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How Joining the Immigration Clinic Can Help you Become an IP Lawyer

By Ragini Shah Clinical Professor of Law Students often wonder about the relationship of a particular clinic to a particular job. Students who want to become criminal defense attorneys want to enroll in our Defenders program.  Those who want to be family lawyers want to enroll in our Family Advocacy Clinic. In some sense, I [...]

June 8th, 2019|faculty voices, General|

Student Voices: Getting a Green Card for My Client in the Immigration Clinic

By Tiffany Andrade I first met my client in jail in Boston. He is from Cabo Verde and had been in the United States since he was a child. He entered the United States legally but overstayed his visa. I was assigned his case as a third-year student in Suffolk Law’s Immigration Clinic. He had [...]

May 27th, 2019|General, Student Voices|

Student Voices: My 2L Year Teaching ConLaw to High School Students

By Gary Prado I signed up to teach constitutional law in Boston area high schools because I saw this as the ultimate opportunity to give back to the community that raised me. I joined the Marshall-Brennan Fellowship program as a second year student, but had been looking forward to it since I applied to Suffolk [...]

May 20th, 2019|General, Student Voices|

Five Traits That Make a Good Law Student

By Kim M. McLaurin As a clinical professor of law, I’ve worked with countless students on practical skills, such as client counseling, trial advocacy and negotiation. Over the years, I have come to appreciate some aspects of good law students who I think will be successful attorneys. It’s those traits I seek when speaking to [...]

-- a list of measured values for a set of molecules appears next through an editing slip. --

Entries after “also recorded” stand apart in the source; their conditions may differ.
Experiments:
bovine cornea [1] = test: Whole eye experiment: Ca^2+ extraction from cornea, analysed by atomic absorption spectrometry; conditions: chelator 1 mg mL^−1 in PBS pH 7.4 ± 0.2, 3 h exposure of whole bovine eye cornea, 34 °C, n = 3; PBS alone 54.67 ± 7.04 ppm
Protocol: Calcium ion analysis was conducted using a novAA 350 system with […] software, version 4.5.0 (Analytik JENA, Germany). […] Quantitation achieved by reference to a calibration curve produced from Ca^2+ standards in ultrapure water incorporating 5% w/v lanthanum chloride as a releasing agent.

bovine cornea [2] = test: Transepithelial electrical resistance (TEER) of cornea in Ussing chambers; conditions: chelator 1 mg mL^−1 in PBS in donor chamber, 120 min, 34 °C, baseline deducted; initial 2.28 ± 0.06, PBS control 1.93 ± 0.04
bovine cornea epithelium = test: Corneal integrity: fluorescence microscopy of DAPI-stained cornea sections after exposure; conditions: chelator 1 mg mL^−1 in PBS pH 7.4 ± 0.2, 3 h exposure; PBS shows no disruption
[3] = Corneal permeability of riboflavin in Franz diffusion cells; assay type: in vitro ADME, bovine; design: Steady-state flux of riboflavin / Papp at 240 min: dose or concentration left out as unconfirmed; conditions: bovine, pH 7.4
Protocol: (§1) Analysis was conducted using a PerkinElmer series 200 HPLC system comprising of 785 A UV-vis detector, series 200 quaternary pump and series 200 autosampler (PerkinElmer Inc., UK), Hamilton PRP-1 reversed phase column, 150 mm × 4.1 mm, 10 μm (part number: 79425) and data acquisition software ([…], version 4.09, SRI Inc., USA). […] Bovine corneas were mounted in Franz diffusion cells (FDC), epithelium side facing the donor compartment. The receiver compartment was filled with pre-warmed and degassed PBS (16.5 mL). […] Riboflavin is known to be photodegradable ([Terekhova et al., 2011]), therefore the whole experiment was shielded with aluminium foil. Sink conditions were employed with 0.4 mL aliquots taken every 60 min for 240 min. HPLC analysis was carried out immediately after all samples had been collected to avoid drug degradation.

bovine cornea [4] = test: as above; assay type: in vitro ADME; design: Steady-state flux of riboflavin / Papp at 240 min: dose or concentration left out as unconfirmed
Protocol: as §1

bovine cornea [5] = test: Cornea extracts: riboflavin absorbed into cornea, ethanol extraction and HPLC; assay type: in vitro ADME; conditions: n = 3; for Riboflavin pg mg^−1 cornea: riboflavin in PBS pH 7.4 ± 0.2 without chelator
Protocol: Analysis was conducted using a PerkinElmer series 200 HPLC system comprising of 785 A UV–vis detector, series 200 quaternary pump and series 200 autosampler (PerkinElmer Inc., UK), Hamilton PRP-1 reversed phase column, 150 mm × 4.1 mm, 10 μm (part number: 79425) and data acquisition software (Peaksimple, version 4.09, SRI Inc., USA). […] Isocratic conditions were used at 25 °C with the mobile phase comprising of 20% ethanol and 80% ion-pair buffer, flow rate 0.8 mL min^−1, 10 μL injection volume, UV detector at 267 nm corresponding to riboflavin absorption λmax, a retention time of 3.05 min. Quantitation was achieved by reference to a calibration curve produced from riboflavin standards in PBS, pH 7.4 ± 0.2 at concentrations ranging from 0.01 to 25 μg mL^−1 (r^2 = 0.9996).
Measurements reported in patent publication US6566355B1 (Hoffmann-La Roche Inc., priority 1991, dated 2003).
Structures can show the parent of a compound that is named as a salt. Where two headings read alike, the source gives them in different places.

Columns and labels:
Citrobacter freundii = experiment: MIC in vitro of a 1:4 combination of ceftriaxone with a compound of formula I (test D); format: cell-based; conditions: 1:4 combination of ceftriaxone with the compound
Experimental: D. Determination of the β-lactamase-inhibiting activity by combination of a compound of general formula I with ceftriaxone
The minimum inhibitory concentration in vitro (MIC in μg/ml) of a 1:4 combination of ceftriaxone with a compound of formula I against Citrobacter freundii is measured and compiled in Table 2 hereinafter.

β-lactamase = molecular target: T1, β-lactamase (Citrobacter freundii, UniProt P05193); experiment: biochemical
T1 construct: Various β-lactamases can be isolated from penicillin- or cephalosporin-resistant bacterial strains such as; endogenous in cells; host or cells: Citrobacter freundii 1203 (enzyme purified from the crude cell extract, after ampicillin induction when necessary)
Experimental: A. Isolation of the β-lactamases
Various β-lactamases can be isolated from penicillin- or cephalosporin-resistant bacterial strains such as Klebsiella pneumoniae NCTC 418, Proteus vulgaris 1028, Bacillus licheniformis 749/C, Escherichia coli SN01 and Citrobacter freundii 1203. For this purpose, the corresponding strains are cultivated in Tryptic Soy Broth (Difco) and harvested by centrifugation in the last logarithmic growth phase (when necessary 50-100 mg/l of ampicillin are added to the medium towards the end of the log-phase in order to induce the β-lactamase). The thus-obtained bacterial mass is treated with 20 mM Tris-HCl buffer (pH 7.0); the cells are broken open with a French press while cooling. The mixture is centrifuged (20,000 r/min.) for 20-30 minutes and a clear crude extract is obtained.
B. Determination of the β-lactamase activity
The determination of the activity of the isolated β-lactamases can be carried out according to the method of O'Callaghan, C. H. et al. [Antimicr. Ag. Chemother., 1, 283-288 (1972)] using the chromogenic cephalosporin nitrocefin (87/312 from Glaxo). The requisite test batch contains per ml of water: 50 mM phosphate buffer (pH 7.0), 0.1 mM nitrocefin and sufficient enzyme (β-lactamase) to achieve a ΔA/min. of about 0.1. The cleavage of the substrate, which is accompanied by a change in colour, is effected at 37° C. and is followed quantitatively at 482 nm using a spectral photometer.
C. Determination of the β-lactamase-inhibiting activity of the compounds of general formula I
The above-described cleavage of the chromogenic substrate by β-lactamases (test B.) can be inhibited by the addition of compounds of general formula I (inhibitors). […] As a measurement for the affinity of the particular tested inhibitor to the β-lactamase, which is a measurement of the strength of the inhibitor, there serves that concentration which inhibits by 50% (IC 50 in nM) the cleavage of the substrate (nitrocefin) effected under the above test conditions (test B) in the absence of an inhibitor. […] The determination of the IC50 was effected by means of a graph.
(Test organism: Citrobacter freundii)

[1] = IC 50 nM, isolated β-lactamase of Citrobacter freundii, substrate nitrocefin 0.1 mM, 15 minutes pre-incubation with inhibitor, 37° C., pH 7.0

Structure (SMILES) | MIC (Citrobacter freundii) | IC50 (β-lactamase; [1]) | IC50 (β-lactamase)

May 16th, 2019|Applying to Law School, General|

My Skadden Fellowship Led to My Dream Job in Public Interest Law, and Eventually to Teaching

By Sarah Boonin My experience as a Skadden Fellow from 2005–2007 was life-changing. While clerking at the Massachusetts Supreme Judicial Court, I got the news that I had been chosen to receive a coveted two-year post-graduate public interest Skadden Fellowship. The Skadden Fellowship Foundation provided two years of financial support as I created – from [...]

April 27th, 2019|faculty voices, General, Law School Career Services|

Law School Concentrations: Intellectual Property vs. Legal Technology & Innovation

By Andrew Perlman Dean and Professor of Law, Suffolk Law School As the former director of the Legal Technology & Innovation concentration, I often get questions about the difference between my subject area and Intellectual Property. It is understandable. The school where I am the dean and a professor—Suffolk University Law School—is in one of the [...]

April 13th, 2019|faculty voices, General|

What to Look for in a Law School

By Cherina Wright When deciding what law school to attend, there is a lot to consider. . As a law school recruiter, I’m often asked what should prospective students look for in a law school. It’s no longer enough to ask if you will get a good education and if you will get a job. [...]

April 11th, 2019|Applying to Law School, General|

Finding Resources For Law Students With Disabilities

By Matthew Gavin I decided to write this blog because of the many law applicants I meet who have trouble finding resources for law students and lawyers with disabilities. The law profession values diversity. Each law student and attorney adds value to the profession by bringing their own experiences to the broader legal conversation. However, [...]

April 3rd, 2019|Applying to Law School, General|

Student Voices: Persuading My Client to Trust Me in a Law School Clinic

By Caroline A. Clair My first client in the Health Law Clinic asked for my help in appealing her denial of Social Security disability benefits. She suffered from an array of physical and mental impairments, as well as financial, social and familial stressors. When I met with the client, she didn’t state the facts of [...]

April 1st, 2019|General, Student Voices|

Student Voices: Learning to Code in Law School

By Harrison Lebov I thought law school was strictly textbooks and case briefs, until I took a January intercession course called "Coding and the Law." “Coding and the Law” was like no other course I had ever taken in law school. Class time was predominantly spent in the school’s computer lab, or on our personal [...]

March 25th, 2019|General, Student Voices|